A township is the most local and oldest form of organized government in the United States. This form of government stared with the earliest American settlers in the mid-1600’s responding to oppressive, centralized governments from which many had fled. Seeking greater freedom, these settlers formed a simple government with more direct control in decisions affecting the community where they elected “selectmen” to ensure decisions made at town meetings were accomplished.
This early form of township government, which existed for 140 years before the signing of the Declaration of Independence, played a significant role in the development of democracy in America where 38 of the 56 signers had the township government experience that “government should derive its just powers from the consent of the governed”.
In Pennsylvania, a township is contained within a county and distinct from cities and boroughs. Townships vary in size from six to forty square miles (Milford Township is 28.32 square miles). Milford Township is a second class township created by the Commonwealth of Pennsylvania through the Second Class Township Code.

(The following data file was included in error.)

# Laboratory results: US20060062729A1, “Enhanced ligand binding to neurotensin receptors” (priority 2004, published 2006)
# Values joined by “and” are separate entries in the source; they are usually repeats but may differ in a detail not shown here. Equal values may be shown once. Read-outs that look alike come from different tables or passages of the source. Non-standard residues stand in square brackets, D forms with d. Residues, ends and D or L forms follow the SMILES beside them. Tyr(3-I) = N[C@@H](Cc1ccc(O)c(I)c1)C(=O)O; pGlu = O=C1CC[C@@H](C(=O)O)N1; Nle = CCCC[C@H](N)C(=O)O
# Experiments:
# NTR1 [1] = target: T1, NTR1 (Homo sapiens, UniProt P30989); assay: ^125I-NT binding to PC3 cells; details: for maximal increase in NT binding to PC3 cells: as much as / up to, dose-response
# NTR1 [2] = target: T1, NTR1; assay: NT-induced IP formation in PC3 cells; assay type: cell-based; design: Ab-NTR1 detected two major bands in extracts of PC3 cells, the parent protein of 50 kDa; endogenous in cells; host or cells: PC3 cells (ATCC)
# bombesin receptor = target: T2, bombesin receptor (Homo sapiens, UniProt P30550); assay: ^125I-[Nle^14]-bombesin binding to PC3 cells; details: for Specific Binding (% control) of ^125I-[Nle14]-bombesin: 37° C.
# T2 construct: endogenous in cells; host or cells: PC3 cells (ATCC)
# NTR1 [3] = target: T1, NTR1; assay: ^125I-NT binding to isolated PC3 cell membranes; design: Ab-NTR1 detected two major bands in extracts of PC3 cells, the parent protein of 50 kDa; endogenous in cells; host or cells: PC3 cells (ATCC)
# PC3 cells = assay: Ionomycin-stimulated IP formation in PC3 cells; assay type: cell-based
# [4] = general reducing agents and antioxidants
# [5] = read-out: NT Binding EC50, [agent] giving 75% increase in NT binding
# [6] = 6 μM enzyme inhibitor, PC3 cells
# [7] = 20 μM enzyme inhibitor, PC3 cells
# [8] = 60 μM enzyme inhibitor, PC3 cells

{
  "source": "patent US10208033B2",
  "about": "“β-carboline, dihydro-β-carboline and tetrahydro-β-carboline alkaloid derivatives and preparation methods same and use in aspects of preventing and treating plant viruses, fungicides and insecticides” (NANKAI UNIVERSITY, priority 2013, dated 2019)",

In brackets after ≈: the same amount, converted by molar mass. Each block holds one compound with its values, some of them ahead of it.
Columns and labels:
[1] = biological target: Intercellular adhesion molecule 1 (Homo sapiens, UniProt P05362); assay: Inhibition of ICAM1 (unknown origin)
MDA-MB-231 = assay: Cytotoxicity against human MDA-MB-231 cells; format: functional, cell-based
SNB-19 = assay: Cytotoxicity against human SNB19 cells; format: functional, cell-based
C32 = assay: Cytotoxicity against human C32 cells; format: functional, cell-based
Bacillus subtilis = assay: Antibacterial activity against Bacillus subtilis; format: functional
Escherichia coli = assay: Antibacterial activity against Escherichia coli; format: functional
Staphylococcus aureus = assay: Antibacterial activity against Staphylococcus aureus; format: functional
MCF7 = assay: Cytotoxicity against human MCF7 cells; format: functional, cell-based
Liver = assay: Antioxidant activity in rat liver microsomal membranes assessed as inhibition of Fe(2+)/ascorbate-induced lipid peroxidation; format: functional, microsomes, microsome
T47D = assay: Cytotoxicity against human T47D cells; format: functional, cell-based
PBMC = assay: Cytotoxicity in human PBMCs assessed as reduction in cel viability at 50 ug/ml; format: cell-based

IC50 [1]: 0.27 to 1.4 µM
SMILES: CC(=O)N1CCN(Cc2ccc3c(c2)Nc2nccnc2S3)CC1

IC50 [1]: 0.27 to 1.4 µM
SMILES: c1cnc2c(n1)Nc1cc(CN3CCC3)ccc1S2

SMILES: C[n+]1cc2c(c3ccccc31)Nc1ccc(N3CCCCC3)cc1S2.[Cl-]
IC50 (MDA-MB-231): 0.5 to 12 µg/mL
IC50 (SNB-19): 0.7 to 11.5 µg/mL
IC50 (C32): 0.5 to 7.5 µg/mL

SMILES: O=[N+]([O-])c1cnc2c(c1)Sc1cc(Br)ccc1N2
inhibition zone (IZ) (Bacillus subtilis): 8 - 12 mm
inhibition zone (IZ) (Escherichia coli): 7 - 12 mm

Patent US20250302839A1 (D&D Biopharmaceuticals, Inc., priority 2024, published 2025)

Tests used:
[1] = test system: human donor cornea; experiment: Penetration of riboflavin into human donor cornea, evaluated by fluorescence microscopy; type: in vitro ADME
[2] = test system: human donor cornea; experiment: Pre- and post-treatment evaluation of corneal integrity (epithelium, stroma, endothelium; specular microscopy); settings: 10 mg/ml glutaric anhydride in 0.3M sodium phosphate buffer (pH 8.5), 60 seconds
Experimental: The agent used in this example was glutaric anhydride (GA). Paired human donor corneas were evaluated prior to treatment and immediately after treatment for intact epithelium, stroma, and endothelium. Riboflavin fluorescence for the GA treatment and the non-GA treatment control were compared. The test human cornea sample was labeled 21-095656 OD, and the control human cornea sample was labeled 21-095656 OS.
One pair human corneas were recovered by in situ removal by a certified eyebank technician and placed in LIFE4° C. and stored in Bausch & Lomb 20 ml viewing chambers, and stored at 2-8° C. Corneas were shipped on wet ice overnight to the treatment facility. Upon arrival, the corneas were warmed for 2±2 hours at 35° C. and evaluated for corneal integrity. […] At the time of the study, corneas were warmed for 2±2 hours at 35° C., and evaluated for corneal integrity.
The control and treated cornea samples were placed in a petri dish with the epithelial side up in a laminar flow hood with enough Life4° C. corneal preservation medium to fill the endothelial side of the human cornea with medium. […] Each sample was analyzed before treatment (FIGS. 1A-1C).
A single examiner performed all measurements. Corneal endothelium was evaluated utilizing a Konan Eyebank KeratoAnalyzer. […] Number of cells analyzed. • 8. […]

The “class” of a township is not a matter of prestige but of population density. When there is a density of 300 inhabitants per square mile, voters can approve the change of classification in a referendum. Many townships like Milford meet the density requirement but remain second class, the most popular form of government in the Commonwealth representing more Pennsylvanians than any other form of government.